Martyrs (2015) … & the Point Was??

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This is what it has come down to. We are now getting remakes of films in which the original isn’t even a decade old!! I’m not going to go on a tirade here on remakes in general. Let’s face it, if it wasn’t for remakes then we would have never gotten David Cronenberg’s THE FLY, John Carpenter’s THE THING, or even Fede Alvarez’s EVIL DEAD. So I’m not going to rail against remakes. With that said, let me ask one question about the 2015 remake of MARTYRS: “What the fuck did I just watch?” Seriously, this remake of the 2008 masterpiece is stripped of everything that gave the original such a gut-punch and replaced it with a spoon-fed narrative devoid of anything suspenseful, dramatic, or scary.

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The MARTYRS remake starts off pretty much exactly like the original. A young Lucie (Troian Bellisario) manages to escape her shackles and her torturers. We watch as the police raid the warehouse where Lucie was held captive only to find that there is nothing there to backup Lucie’s story. They write her off as a traumatized girl (which she is) and she winds up in an orphanage. There she slowly makes friends with Anna (Bailey Noble), who helps her through her traumatic past, and the two forge a life-long friendship.

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Then we jump ten years into the future (the present time), and join Lucie as she invades the home of what seems like a typical farming family. Sound familiar? It should. So far the MARTYRS remake follows Pascal Laugier’s original to the “T.” In fact, it feels as though they are using the same damn script!! Much of the action follows the same format as the original, but the biggest difference is with the narration. In the original film, the character of Mademoiselle (played by Catherine Bégin) had a smallish role as the matriarch of the secret society. In the remake, this role is expanded. Now we get an actual character name–Eleanor (Kate Burton)–and her primary role is to spoon-feed the audience exactly what is going on. The remake also turns Anna into a faux-action hero who saves the day.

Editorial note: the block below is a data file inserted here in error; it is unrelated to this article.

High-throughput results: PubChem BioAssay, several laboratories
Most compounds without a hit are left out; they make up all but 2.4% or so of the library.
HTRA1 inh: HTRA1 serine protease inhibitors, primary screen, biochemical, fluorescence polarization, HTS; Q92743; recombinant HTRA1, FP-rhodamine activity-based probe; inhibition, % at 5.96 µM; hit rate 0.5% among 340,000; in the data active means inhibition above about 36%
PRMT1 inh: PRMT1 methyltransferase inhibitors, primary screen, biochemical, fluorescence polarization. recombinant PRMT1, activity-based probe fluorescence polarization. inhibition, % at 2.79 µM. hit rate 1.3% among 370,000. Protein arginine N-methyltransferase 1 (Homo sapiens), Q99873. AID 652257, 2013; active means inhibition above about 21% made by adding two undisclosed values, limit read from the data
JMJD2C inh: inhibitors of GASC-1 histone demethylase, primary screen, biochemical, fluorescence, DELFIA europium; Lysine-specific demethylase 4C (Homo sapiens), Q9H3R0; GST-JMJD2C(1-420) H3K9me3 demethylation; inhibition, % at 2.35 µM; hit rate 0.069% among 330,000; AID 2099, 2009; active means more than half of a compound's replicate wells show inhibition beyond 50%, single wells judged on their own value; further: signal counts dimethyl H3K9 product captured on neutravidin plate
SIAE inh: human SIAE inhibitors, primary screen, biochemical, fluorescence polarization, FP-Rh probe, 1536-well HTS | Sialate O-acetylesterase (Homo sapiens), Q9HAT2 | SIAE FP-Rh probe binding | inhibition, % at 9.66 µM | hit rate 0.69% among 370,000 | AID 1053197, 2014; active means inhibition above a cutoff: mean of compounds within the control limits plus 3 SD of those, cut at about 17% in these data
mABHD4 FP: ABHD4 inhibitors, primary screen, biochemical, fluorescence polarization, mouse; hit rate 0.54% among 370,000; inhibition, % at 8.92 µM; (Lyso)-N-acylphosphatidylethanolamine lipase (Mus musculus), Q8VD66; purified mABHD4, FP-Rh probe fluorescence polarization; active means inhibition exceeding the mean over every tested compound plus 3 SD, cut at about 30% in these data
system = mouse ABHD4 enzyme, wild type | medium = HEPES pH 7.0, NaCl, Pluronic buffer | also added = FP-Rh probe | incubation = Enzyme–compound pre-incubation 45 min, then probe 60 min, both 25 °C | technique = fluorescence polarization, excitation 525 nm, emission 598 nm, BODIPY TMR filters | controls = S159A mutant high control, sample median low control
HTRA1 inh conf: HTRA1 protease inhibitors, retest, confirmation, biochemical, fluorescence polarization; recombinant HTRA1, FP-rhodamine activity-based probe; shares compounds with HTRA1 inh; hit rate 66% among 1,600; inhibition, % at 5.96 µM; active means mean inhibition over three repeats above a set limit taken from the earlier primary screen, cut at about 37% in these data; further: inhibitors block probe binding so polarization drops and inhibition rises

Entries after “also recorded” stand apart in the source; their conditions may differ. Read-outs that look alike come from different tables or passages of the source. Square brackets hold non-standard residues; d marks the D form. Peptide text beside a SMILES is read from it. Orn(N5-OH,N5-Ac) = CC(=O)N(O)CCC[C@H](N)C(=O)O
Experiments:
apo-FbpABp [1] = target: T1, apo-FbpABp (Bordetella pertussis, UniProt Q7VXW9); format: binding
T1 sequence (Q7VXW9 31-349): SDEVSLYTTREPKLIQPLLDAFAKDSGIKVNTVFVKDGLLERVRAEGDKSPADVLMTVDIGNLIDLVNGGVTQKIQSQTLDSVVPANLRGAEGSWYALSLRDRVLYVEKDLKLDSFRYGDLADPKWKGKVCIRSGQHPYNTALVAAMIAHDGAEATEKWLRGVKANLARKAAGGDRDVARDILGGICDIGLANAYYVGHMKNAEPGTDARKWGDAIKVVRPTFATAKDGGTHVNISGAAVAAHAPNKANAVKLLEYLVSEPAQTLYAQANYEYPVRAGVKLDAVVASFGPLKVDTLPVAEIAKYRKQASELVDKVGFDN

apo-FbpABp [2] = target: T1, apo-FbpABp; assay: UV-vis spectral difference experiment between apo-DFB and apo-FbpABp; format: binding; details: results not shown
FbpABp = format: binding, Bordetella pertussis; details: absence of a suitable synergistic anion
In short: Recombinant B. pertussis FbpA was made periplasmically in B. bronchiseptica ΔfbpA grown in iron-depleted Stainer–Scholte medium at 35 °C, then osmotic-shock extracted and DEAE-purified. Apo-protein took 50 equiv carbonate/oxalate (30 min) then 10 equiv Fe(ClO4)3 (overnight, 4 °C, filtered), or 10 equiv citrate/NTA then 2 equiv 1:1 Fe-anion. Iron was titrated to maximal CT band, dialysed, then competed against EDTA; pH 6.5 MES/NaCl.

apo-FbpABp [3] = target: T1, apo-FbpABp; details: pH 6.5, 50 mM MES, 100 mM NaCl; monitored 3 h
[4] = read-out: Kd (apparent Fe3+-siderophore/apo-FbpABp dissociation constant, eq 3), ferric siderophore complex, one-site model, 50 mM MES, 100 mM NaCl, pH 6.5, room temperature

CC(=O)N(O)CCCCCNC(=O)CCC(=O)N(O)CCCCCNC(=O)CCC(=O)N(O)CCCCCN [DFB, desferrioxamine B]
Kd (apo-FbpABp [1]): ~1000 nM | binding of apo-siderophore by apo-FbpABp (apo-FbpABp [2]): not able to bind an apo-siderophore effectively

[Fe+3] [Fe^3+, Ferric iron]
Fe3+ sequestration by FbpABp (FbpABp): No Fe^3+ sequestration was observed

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The great thing about the original film is that once the film took that dark turn, Laugier managed to avoid sliding into the realm of exploitation. The scenes of torture were integral to the main plot and weren’t there just to get a reaction out of the audience. The viewer understood what was happening and the reason for the torture–to attempt to have one of the girls to achieve a state of martyrdom, thereby getting a glimpse into the Divine–without it being fed to us like a momma bird regurgitating and pushing the food down a chick’s throat. Apparently director’s Kevin Goetz and Michael Goetz didn’t trust the American viewer to grasp what is happening in their film. Hence, we get the fumbling, over-narrated voice overs that really take away from the tension and atmosphere of the film.

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So, is the MARTYRS remake a complete waste of time? Yes and no. The acting is pretty tight from the cast and the scenes are well shot. The gore scenes are also well done, but the overall film has zero of the impact and gut-punch of the original. Plot-wise, everything was so watered down for an American audience that I started to get offended by how dumb the directors and writer (Mark L. Smith) thought we were. There’s just no impact or edge in this film. I know the following comment sounds cliche to say about a remake, but this really is a pointless remake that should never have seen the light of day. It’s a shame that there will be people who will watch this film and never see the original.

Don’t be one of those people!!

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My Summary:

Directors: Kevin Goetz and Michael Goetz

Plot: 1 out of 5 stars (due to the over-narration)

Gore: 7 out of 10 skulls

Zombie Mayhem: 0 out of 5 brains

Reviewed by Scott Shoyer

Stay Bloody!!!

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